If growth through acquisition is supposed to be bad (as some academic types suggest), Oracle (Nasdaq:ORCL) CEO Larry Ellison very clearly doesn't care. Less than half a year after the $1.5 billion acquisition of RightNow, Oracle is at it again with the acquisition of cloud-based HR specialist Taleo (Nasdaq:TLEO).
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Taleo certainly cut to the chase in its PR announcement (titled "Oracle Buys Taleo"). The companies have reached an agreement on a deal that will see Oracle buy Taleo for $1.9 billion in cash. That values Taleo at $46 per share, or about an 18% premium to the prior day's close.
Based on a forward revenue estimate of almost $380 million for Taleo in 2012, Oracle is paying just five times forward revenue. That's well less than the eight times multiple that SAP (NYSE:SAP) shelled out for SuccessFactors (Nasdaq:SFSF) and less than the company paid for RightNow. It also happens to below the informal "rule of thumb" multiple for takeouts of growing software companies that ranges from six to eight times forward sales. (For related reading, see Key Players In Mergers And Acquisitions.)
What Oracle Is Getting
Some of the lower premium can likely be explained by the lower growth of Taleo relative to SuccessFactors. While Taleo is more profitable, time and time again the markets have shown that they will pay a lot more for growth in technology than profitability.
Still, it's not like Taleo is pokey. For the fourth quarter (which Taleo also reported after the announced deal) the company delivered 30% year-on-year revenue growth. That's less than SuccessFactors, but again, hardly terrible.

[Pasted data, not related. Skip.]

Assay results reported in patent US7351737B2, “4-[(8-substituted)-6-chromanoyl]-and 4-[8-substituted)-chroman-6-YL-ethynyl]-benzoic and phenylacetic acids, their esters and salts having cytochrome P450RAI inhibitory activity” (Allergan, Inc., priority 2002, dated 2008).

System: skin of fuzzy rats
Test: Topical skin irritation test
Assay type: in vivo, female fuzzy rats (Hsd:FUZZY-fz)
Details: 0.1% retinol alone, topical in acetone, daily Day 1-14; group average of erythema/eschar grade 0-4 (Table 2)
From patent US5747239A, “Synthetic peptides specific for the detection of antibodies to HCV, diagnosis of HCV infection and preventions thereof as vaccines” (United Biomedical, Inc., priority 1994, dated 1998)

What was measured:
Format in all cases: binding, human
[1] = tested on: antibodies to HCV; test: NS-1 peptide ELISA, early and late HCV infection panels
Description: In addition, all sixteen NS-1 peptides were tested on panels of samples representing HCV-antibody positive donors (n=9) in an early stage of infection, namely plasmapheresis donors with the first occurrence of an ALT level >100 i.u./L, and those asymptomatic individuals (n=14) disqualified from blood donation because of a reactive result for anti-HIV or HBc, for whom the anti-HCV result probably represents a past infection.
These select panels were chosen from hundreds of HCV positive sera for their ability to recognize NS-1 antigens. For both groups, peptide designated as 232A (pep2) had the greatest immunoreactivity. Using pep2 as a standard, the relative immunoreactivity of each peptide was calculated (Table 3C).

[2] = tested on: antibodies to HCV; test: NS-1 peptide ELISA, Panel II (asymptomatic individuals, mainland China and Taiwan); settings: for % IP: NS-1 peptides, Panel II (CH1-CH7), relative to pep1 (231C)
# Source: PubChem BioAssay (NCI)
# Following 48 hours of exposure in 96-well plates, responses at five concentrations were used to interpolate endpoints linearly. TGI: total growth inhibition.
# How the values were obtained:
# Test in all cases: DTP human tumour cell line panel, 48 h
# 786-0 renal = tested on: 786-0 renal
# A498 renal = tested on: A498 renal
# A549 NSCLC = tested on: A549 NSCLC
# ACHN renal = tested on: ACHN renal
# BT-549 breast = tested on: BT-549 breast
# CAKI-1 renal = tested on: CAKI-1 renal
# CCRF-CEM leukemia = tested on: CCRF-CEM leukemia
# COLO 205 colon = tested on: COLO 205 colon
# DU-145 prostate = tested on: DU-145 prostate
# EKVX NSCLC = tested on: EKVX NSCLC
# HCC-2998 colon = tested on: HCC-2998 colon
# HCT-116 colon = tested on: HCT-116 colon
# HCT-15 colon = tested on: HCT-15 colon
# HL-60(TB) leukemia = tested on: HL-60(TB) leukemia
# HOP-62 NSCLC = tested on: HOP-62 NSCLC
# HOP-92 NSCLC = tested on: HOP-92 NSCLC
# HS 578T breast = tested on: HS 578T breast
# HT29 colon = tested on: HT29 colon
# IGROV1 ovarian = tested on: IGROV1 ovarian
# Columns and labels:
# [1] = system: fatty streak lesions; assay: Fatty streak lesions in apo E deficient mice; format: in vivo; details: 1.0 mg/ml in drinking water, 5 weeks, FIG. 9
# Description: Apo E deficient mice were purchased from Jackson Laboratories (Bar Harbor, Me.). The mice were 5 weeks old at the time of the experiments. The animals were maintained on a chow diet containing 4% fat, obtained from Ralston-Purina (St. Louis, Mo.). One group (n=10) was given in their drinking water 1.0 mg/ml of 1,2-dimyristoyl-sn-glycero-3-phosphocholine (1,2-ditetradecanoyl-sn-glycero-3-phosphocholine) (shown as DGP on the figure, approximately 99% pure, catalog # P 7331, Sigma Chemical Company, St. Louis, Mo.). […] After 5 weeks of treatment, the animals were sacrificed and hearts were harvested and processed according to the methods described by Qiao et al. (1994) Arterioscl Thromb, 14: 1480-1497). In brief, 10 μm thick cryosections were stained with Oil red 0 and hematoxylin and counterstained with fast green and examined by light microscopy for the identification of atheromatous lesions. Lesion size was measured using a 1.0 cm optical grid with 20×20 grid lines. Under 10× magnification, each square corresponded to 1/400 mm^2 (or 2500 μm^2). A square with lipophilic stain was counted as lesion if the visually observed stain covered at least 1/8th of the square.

In buying Taleo, Oracle is buying the number two player in cloud-based HR software, but it's ranked number two by a very close margin. Relative to SuccessFactors, Taleo is stronger in services like onboarding and recruiting, while SFSF has the edge in performance management. This, too, may explain part of the difference in multiples - SFSF seems like a more natural fit with what SAP and Oracle do today, and arguably, an easier sale to make with prospective clients.
With the top two companies off the board, investors are turning their attention to the remaining independents in the space. Kenexa (Nasdaq:KNXA), Cornerstone OnDemand (Nasdaq:CSOD), Saba (Nasdaq:SABA) and Ultimate Software (Nasdaq:ULTI) all traded up, at least initially in response to this announcement. That said, Kenexa is the only one of these with size and scale similar to Taleo and SuccessFactors.
This is not uncommon; investors see a deal and start playing "who's next?" Investors should be careful playing this game, though. First of all, the survivors now have to compete with SAP and Oracle, and that's hardly a good thing. Secondly, there isn't a surplus of potential buyers. Maybe a company like IBM (NYSE:IBM) would have some interest, but I suspect there are more sellers than buyers right now. I do wonder, though, if a company like NetSuite (NYSE:N) would like to do something here as a way of bulking up its own offerings and becoming a larger player in cloud/SaaS implementation.
The Bottom Line
Did Taleo get a good price? For the most part, I would say yes. Taleo's product positioning and market share wasn't going to drive a top-of-the-charts premium, and the company is not exactly bowing out cheap.
For Oracle, this is just business as usual. If they can't build it, they'll buy it. The Taleo acquisition isn't a transformative deal by any means, but it's a logical continuation of a proven business plan for one of the largest software companies in the game.
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At the time of writing, Stephen D. Simpson did not own shares in any of the companies mentioned in this article.